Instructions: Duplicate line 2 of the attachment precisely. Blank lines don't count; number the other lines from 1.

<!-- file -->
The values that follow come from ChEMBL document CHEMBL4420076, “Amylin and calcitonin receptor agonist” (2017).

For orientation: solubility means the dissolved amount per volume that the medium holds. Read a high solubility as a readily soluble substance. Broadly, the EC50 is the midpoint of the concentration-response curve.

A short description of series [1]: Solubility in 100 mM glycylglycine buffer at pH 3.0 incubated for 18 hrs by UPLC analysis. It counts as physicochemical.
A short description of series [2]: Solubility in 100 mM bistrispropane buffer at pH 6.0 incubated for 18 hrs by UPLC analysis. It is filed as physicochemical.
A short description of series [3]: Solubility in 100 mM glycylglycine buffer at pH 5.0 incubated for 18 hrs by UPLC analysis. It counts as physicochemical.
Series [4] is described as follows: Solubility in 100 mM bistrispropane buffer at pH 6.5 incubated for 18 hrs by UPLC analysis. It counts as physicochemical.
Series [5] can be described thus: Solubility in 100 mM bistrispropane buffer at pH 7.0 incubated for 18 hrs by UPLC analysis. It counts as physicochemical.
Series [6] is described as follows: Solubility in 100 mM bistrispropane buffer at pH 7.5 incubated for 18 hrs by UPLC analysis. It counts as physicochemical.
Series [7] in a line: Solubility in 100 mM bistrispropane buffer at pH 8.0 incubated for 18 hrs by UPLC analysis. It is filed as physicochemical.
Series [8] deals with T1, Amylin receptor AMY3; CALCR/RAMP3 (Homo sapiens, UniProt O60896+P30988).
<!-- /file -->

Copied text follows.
For orientation: solubility means the dissolved amount per volume that the medium holds. Read a high solubility as a readily soluble substance. Broadly, the EC50 is the midpoint of the concentration-response curve.